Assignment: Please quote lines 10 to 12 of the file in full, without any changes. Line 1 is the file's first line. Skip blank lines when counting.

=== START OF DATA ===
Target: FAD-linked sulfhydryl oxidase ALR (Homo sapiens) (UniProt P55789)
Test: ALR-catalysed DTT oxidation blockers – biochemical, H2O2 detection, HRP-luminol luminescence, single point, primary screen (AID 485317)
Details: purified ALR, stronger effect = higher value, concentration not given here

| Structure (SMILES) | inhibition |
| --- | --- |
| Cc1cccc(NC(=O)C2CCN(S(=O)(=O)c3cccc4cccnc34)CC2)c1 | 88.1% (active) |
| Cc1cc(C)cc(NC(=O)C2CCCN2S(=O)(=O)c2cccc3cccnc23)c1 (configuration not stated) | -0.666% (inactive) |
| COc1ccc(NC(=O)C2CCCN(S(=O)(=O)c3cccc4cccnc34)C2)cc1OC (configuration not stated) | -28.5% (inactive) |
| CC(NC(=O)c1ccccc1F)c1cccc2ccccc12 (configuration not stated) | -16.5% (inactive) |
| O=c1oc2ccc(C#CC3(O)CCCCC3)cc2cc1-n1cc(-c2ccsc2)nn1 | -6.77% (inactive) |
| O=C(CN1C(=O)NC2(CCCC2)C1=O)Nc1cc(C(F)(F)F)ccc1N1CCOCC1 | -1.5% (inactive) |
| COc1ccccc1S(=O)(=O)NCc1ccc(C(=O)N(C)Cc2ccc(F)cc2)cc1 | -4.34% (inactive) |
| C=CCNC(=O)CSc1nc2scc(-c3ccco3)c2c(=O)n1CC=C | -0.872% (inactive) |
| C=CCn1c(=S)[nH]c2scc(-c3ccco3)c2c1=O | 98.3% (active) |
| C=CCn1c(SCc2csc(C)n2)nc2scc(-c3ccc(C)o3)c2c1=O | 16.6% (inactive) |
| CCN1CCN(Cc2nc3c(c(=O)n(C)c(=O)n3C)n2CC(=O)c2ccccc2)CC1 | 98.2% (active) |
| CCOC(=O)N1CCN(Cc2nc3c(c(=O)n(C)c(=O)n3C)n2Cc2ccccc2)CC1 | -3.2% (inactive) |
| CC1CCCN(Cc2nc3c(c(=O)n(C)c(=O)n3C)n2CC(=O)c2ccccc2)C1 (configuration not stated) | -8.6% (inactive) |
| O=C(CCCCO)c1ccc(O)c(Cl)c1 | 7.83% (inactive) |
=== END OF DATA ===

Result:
| O=c1oc2ccc(C#CC3(O)CCCCC3)cc2cc1-n1cc(-c2ccsc2)nn1 | -6.77% (inactive) |
| O=C(CN1C(=O)NC2(CCCC2)C1=O)Nc1cc(C(F)(F)F)ccc1N1CCOCC1 | -1.5% (inactive) |
| COc1ccccc1S(=O)(=O)NCc1ccc(C(=O)N(C)Cc2ccc(F)cc2)cc1 | -4.34% (inactive) |